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עמוד בית
Thu, 25.07.24

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August 2020
Yolanda Braun-Moscovici MD, Devy Zisman MD and Alexandra Balbir-Gurman MD
July 2020
Fulvia Ceccarelli MD PhD, Enrica Cipriano MD, Francesco Natalucci MD, Carlo Perricone MD PhD, Giulio Olivieri MD, Valeria Orefice MD, Francesca Morello MD, Cristiano Alessandri MD, Francesca R. Spinelli MD PhD and Fabrizio Conti MD

Background: Belimumab was the first biological drug approved for the treatment of systemic lupus erythematosus (SLE) patients. Phase II/III randomized controlled trials and real-life studies identified patients with musculoskeletal involvement as best responders.

Objective: To evaluate the effectiveness of belimumab in SLE-related joint involvement.

Methods: The cohort comprised SLE patients receiving belimumab for musculoskeletal indications. Belimumab was intravenously administrated according to protocols; all the patients were evaluated at baseline (T0) and after 3 (T1), 6 (T2), and 12 (T3) months. We assessed joint activity by disease activity score 28, simple disease activity index (SDAI), clinical disease activity index (CDAI), and swollen tender ratio. Each patient underwent musculoskeletal ultrasound of 34 joints to assess synovial effusion synovial hypertrophy, and power Doppler; by using a semi-quantitative scale (0–3) we obtained the total inflammatory score (0–216).

Results: We evaluated 20 patients (males/females 1/19, median age 45 years [interquartile range (IQR) 12], median disease duration 144 months [IQR 144]). CDAI and SDAI significantly decreased at T1 (P = 0.02 and P = 0.01 respectively) and this improvement was maintained at the following time-points (CDAI: T2 P = 0.008, T3 P = 0.004; SDAI: T2 P = 0.006, T3 P = 0.01). A significant reduction of median ultrasound score was identified at T1 (T0 20.5 [IQR 13.5] vs. T1 7.5 [IQR 4.7], P < 0.001), and maintained at T2 (7.0 [IQR 5], P < 0.0001), and T3 (7.0 [IQR 9.0], P < 0.0001).

Conclusions: Belimumab induces a sustained improvement of ultrasound-detected inflammatory status at the articular level.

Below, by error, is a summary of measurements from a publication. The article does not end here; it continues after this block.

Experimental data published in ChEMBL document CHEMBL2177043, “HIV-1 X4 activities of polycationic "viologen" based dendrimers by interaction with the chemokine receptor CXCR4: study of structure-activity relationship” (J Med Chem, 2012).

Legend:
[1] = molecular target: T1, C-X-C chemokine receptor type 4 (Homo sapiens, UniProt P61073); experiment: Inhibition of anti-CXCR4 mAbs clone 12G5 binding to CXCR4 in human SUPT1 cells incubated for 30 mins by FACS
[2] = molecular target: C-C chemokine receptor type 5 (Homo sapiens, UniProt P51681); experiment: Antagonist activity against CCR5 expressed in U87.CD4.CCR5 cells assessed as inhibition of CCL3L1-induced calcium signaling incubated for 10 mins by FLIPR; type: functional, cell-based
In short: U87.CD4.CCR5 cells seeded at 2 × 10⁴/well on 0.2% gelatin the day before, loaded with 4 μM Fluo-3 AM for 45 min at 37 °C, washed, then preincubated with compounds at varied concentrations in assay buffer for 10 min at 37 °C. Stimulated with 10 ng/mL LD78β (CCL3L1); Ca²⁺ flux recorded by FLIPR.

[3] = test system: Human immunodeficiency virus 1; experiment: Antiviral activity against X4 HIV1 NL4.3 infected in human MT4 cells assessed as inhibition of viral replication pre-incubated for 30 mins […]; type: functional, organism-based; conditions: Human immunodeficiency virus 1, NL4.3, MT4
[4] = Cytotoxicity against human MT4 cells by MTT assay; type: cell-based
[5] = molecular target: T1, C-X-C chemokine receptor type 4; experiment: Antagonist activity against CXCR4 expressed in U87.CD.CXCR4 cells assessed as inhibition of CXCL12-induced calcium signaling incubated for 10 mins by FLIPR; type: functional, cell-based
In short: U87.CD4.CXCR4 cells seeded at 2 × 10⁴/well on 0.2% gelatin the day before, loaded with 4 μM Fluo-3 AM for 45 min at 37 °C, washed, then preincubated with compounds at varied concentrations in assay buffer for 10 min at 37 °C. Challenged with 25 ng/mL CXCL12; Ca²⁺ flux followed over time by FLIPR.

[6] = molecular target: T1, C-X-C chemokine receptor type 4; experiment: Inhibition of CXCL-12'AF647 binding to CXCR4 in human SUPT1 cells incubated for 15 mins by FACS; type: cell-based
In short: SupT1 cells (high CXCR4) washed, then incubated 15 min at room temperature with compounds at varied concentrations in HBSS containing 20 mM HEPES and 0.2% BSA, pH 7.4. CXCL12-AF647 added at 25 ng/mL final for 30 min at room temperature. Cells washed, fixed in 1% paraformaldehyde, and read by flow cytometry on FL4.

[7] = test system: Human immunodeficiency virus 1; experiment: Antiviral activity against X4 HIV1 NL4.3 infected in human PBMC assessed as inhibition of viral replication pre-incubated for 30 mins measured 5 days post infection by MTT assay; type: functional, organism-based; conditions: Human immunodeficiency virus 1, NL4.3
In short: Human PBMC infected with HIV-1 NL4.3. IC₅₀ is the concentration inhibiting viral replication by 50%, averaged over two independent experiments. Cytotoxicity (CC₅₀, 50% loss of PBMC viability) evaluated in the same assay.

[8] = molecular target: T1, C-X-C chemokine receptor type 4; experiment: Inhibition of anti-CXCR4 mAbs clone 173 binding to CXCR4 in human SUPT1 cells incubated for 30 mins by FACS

Attila Kovács, Anita Cserenyecz, Beáta Baksay, Éva Kemény and Zoltán Szekanecz
May 2020
Yolanda Braun-Moscovici MD, Yonit Tavor MD, Doron Markovits MD PhD, Kohava Toledano MD, Alexander Rozin MD, Menahem A. Nahir MD PhD and Alexandra Balbir-Gurman MD

Background: Behçet's disease is a multi-systemic chronic relapsing inflammatory disease, classified among the vasculitides. The heterogeneity of clinical manifestations challenges the disease management.

Objectives: To assess efficacy and safety of adalimumab in patients with active persistent Behçet's arthritis who did not respond to disease-modifying anti-rheumatic drugs and to assess the impact of treatment on the cytokine milieu.

Methods: Our cohort comprised 10 patients with active arthritis who received adalimumab in a 24-week investigator-initiated prospective open-label study. Patients who relapsed within 12 weeks following adalimumab discontinuation could enter a 3-year extension study. The patients underwent a comprehensive assessment including questionnaires and measurement of inflammatory cytokines, adalimumab serum levels, and anti-drug antibodies.

Results: A significant improvement was observed in arthritis, disease activity visual analogue scales, Behçet's disease current activity form, and interleukin-6 (IL-6) levels, but not in health assessment questionnaire and functional assessment of chronic illness therapy fatigue scale questionnaire. Resolution of oral and urogenital ulcers was achieved in all patients. Significant reduction of pain was reported by 40% of patients. The disease relapsed in 9 of 10 patients, within 2–6 weeks following adalimumab discontinuation. Of the 7 patients who continued the study, arthritis was resolved in 5. Two patients with high neutralizing antidrug antibodies titer relapsed.

Conclusions: Adalimumab treatment achieved a significant improvement in arthritis, mucocutaneous manifestations, and IL-6 levels in all study patients but only 40% reported significant pain reduction. The arthritis relapsed in 90% of patients following adalimumab discontinuation and long-term treatment was required.

March 2020
Yonatan Edel, Iftach Sagy, Elisheva Pokroy-Shapira, Shirly Oren, Ariela Dortort Lazar, Mohammad Egbaria, Shachaf Shiber, Bat Sheva Tal and Yair Molad